Afterparty review

Demons want to have fun and get wasted.

(Image: © Night School)

Our Verdict

The top-notch writing and superb voice acting, coupled with the visually vibrant hellscape, keeps your interest from start to finish.

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Need to know

What is it? A branching narrative adventure
Expect to Pay: $20/£16. Also available on Xbox Game Pass
Developer: Night School Studio
Publisher: In-house
Reviewed on: GTX 1070, i7-8700, 16GB RAM, SSD
Multiplayer: None
Link: Offical Website 

Hell is where everything you order is delivered by UPS. Hell is where you have to read every single subtweet that might be about you. Hell is a queue that never ends. Hell is being kicked out of a bar because you have to fill out paperwork. Hell is where you condemn a terminally ill med student to the Ninth Circle in order to get into a party. 

Oh, and there's also an Arby's. Welcome to Afterparty.

To clarify, Afterparty is a branching narrative drinking game set in Hell. Our protagonists are Lola and Milo—played by Janina Gavnkar and Khoi Dao respectively—two recently deceased college graduates who have been best friends nearly their entire life. With no memory of how they got there, Lola and Milo find themselves trapped in Hell and the only way back home is to out drink Satan himself. There are obstacles, of course. Demon bouncers to get past, VIPs to schmooze, and conversational minefields to navigate. Hell is a social battleground, one that timid Milo and anxious Lola are ill-suited to deal with. Fortunately, they have the crutch of alcohol to see them through their journey.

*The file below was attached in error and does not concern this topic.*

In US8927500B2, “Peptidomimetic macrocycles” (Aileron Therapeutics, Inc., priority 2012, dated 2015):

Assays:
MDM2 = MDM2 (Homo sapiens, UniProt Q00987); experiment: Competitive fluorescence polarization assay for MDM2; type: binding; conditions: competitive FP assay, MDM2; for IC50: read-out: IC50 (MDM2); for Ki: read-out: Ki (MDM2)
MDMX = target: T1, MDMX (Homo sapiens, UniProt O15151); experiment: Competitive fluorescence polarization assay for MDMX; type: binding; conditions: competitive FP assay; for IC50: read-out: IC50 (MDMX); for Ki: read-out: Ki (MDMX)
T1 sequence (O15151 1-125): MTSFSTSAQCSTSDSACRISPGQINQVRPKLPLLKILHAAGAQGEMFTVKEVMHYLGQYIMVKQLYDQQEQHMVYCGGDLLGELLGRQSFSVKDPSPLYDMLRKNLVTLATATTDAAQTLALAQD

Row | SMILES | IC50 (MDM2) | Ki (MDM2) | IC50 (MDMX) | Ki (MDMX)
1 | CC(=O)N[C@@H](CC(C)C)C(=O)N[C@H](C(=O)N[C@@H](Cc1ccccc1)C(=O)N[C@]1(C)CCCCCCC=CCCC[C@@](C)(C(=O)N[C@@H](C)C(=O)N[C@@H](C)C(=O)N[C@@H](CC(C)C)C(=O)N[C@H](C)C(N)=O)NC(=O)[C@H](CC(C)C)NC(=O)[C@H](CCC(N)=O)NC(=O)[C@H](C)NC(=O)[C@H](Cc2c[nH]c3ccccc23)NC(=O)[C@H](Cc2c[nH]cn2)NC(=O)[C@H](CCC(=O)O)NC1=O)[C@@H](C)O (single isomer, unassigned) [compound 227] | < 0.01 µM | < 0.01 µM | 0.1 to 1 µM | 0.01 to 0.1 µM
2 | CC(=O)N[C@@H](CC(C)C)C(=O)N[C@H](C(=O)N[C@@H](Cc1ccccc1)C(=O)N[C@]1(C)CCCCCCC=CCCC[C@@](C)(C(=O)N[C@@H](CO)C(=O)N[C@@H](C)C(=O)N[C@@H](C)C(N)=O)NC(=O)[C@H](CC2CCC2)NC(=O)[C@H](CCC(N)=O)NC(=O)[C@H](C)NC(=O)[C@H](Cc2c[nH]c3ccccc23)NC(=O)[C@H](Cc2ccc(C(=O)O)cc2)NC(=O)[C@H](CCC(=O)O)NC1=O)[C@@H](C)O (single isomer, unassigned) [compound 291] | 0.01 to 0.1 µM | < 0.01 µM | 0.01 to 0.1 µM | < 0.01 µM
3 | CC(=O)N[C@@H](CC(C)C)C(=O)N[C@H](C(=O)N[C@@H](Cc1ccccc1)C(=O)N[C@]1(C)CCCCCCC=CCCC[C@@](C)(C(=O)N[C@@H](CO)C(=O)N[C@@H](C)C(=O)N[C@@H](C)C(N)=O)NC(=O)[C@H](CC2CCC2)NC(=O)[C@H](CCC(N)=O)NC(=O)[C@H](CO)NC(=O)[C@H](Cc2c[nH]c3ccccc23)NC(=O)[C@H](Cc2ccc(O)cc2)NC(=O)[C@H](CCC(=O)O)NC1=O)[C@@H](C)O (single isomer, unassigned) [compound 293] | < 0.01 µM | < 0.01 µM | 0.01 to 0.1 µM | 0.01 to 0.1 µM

While in conversation, a sip of your lethally strong beverage will grant you a new dialogue option. The response you gain depends on what you are drinking. When ordering your drink a helpful little annotation gives you an idea of the dozens of possible effects: sports drinks let you bluff about Arsenal's ludicrous display last night, a Bluebeards Last Wife turns everything you say into sea shanty pirate speech. A drink called "Literal Acid" does exactly what you'd expect and my personal favourite, the Wit Enhancer, allows you to respond to everything with bad jokes and awful puns. The real torture.

Fundamentally it's simple to play. You move left and right along a 2.5D plane and interact with points of interest. Most of your time will be spent talking and partying with the denizens of Hell—demons and damned souls both—with the occasional game of beer pong or a dance-off to mix things up. The real meat of Afterparty is found in its multiple-choice conversation system.

As other characters speak, two possible responses appear above Lola or Milo's head, with control periodically switching between the two. The responses themselves are usually positive or negative; hospitable or hostile. The third option, which appears based on what you drink, is a wild card, and generally the most entertaining. Never pass up an opportunity to make a dick joke at a demon's expense.

There are no unnatural pauses in conversation—you choose your response with a single button press before the other person finishes talking. Of course, "silence is also a valid option". The responses are unambiguous and you are given plenty of time to choose. This simple design allows you to focus and enjoy the conversation as it takes place, while also keeping it moving at a natural pace. 

(Image credit: Night School)

Possibly a first for videogames, the bar talk is actually engaging. I spent a lot of time standing around doing nothing just to listen in on other people's conversations. Ironically, Hell is full of life. Every time you take a drink the music grows louder, the bass beats stronger and your vision gets a little hazy.